Melrose Project update: Who’s in and when will they open?

We have been reporting on Liz Dunn’s Melrose Project (on Melrose between Pine and Pike) in a piecemeal fashion and wanted to provide a comprehensive update this new year.  The marquee tenant we learned about first was Matt Dillon’s Sitka and Spruce.  Herbfarm alumnus Matt Dillon is also the mind behind the celebrated Corson Building.  Dillon closed Sitka and Spruce’s Eastlake location on 12/30/09 and hopes to open on Capitol Hill in March 2010.  Eastlake need not feel bereft, as Dillon will maintain a presence there with Nettletown, which may be the sandwich shop he hinted at last year.  Dillon had also speculated on opening an oyster bar, but we have been unable to confirm whether this is still envisioned.     

What about a sandwich shop for Capitol Hill you ask?  Homegrown Sandwiches announced that they will be opening their second location at the Melrose Project (currently, they have a Fremont outpost).  Homegrown is a purveyor of sustainable sandwiches (mostly organic, mostly local ingredients), that was founded by kindergarten buddies Ben Friedman and Brad Gillis.  Asked whether the Capitol Hill location will differ from the Fremont one, here is Ben’s response:

Homegrown on Capitol Hill will be pretty much the same as Fremont, except with a late night menu (for the weekends, at the very least). Also, we would love to incorporate some of the products from the other businesses in the Melrose Market – so there might be some cool meats and cheeses coming are (sic) way from Rain Shadow meats and Calf & Kid cheeses.

Homegrown hopes to open “before June.”

Homegrown will join cheese shop Calf & Kid in a wall-less part of the project.  We asked Calf and Kid’s owner Sheri LaVigne for an update on her cheese shop.  She now estimates an opening date in April due to delays in Health Department reviews.  Calf and Kid and Homegrown will join a butcher shop called Rain Shadow Meats, and an organic farm and flower shop called Marigold and Mint.

As for Terra Plata, Tamara Murphy of Brasa’s more casual eatery, she had hoped to have the Capitol Hill eatery open by March 2010.  However, due to delays in renovation and build out, we understand that the opening date may get pushed to later in the Spring.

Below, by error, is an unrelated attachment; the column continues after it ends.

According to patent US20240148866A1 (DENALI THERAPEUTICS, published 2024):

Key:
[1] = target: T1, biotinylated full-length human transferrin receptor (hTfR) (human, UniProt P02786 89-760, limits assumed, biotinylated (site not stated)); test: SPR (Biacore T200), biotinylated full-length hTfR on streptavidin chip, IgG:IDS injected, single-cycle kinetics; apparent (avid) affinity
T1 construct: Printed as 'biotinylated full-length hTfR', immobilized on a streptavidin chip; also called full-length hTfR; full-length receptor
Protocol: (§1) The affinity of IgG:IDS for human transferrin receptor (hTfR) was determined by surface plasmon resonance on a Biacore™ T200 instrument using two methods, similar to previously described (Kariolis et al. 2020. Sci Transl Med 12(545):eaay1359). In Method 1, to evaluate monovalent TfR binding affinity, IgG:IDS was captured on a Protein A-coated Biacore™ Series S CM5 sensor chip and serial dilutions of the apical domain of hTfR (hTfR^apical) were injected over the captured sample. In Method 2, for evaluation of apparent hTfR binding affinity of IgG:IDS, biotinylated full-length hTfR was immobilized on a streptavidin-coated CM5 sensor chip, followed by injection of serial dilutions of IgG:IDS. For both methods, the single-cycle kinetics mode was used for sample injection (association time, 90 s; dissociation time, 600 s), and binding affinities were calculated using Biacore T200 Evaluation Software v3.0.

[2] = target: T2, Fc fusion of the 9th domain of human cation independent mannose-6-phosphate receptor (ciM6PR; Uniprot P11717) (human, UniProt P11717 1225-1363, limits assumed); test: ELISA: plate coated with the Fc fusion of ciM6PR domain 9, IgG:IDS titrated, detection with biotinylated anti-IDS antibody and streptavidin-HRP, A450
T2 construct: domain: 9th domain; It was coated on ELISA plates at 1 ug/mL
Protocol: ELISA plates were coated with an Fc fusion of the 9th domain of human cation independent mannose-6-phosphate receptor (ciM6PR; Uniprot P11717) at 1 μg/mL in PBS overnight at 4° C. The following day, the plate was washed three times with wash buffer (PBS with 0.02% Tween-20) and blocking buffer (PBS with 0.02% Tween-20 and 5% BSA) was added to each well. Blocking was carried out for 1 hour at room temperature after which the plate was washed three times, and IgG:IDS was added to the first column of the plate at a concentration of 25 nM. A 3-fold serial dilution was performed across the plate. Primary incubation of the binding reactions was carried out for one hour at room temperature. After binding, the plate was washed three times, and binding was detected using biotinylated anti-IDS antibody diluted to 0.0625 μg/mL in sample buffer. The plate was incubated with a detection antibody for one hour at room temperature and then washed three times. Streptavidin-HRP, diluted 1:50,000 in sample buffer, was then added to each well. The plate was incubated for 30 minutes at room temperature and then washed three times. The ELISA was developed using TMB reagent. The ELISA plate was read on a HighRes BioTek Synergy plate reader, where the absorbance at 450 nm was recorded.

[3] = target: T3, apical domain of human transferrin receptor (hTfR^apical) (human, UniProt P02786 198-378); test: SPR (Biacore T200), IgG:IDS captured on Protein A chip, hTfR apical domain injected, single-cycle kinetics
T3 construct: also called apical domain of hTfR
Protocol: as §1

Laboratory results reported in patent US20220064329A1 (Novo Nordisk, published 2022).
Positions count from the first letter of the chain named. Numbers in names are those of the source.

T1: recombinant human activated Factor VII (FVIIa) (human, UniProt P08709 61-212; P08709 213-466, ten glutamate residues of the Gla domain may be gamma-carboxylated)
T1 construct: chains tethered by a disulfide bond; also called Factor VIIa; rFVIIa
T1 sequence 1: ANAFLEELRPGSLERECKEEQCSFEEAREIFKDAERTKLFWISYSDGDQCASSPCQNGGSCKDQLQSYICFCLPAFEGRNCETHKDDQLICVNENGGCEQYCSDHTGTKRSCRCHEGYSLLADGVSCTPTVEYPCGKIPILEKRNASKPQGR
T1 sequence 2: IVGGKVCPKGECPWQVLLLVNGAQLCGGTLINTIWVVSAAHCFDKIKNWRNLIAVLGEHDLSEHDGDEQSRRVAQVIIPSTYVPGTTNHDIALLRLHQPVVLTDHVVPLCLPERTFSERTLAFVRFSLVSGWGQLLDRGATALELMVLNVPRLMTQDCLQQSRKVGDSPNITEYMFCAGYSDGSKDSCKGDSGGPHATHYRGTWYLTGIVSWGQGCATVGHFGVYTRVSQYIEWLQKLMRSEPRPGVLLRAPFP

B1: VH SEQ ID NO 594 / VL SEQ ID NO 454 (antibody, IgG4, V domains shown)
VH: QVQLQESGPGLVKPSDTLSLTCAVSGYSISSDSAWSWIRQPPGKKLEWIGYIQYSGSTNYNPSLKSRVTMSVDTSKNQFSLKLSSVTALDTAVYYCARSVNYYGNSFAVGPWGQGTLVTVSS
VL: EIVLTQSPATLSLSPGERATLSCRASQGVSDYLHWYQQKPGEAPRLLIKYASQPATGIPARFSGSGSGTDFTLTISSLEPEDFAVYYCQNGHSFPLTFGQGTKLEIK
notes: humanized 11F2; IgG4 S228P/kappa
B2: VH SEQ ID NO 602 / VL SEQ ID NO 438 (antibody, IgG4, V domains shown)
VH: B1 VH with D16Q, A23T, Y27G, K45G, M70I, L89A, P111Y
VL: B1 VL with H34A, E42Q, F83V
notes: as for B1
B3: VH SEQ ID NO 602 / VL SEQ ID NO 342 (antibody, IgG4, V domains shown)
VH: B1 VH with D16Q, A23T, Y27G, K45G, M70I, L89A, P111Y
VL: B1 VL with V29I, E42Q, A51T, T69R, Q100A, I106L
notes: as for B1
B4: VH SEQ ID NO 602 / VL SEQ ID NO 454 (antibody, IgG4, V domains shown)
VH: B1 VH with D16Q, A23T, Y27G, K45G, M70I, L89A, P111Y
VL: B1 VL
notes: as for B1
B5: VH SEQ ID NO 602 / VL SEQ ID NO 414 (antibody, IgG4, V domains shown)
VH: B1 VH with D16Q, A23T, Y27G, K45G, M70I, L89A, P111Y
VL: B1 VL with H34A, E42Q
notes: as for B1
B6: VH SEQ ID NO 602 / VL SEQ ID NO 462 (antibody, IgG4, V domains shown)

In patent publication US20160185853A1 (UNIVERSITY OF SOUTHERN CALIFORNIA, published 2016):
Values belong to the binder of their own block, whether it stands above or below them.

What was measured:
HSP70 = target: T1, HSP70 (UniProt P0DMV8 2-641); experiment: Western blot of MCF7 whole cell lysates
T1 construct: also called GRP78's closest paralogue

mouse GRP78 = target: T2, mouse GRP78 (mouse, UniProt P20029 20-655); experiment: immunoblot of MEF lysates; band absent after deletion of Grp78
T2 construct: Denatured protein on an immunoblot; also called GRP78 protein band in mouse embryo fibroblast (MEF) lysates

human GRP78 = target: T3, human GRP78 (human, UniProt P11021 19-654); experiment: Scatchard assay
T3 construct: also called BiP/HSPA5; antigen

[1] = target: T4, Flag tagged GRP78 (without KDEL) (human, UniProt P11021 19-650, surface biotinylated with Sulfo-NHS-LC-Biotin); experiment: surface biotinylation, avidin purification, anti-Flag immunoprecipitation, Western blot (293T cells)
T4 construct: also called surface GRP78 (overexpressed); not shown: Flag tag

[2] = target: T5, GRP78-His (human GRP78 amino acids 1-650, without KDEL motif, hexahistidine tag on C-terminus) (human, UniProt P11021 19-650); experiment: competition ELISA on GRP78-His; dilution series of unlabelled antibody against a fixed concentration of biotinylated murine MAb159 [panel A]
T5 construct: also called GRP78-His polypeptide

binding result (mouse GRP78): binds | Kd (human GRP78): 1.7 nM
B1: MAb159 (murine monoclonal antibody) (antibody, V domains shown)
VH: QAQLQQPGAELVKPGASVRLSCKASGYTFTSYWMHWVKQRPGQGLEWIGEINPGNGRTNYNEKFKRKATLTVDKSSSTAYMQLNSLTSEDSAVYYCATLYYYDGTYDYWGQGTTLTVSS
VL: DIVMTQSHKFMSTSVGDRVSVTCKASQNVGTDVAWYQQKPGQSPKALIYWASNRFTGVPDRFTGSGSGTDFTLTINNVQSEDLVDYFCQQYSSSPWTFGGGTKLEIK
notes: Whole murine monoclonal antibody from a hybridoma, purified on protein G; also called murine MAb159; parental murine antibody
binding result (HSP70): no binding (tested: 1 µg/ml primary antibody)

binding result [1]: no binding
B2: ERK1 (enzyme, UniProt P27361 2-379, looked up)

Correction: According to Dunn & Hobbes, the previous historic photo was of the Booker Building (home to Machiavelli).  Above is the correct historic photo of the Melrose 

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9 thoughts on “Melrose Project update: Who’s in and when will they open?

  1. to see this building getting and overhaul and all these new great places moving in–what an excellent vibrant space it will be. However I am concerned that some of these places will be overly expensive and not being able to maintain their price-points. A lotta restaurants up here on the hill (I work at a newish one that been open for a couple years) are slowly hurting and are splashing lower-cost specials (although not mine) all over the place, extending happy hours left and right..I feel a specialty meat or cheese store has gotta be very special to survive up here…I’ll go to it for certain, but $10+ sandwiches and $20/lb cheeses are not going to fly up here for long. You have to be sustainable and reall need to create a large volume–or have extremely limited hours like some nearby $$$ restaurants do resulting in much lower overhead-to maintain a consistent level of service/operation.

    Its excellent that we are getting these businesses up here, and the heavily monied, eat out every night crowd will support it to a certain extent, but i worry that with all the vacancies up here–and there are still a lot of em–this will be cannabilizing other parts of the hill. (FYI–I do not care for the place I work at that much, good qual food for the price and its now just a job for me after trying hard to improve the joint the first year i was here.)

    All in all tho, this is a truly interesting, historical time to be living up here and watching something new sprout almost every week.

  2. I can’t speak for anyone else in the market, I can assure you that prices at The Calf & Kid will be very similar to those of other gourmet cheese purveyors in the area. Also keep in mind that while $20 per lb. may have some sticker shock value initially, $5 for a lovely hunk of farmstead artisan cheese is an afforable luxury most anyone can swing :)

  3. I think aside from the obvious local impact of having a hood cheese shop (even though within easy walking distance of two QFCs with pretty decent international selections–not to mention Trader Joe’s and the Co-op) will be several….at times you have to buy the whole wedge/block of that french sheep cheese that is totaling $8/3oz..but at someplace like Calf and Kid it sounds like you can purchase in whatever amounts you want, so you don’t have to spend a ton to get a taste…although i fear it may have the same restaurant pricing structure of a “taste” being $4..the markup on cheese is greater than the markup on alcohol/cigarettes, and in a zone where there are 4+ other places to buy gourmet (farmstead=estate grown), (albeit non-local, not including the weekly farmer’s markets) I look foward to meeting Calf-N-Kid and all of its most certainly luxurious offerings!

  4. for cheeses and meats (that go beyond just Boar’s head) you can also take a short walk to the uncomparable George’s Deli on Madison.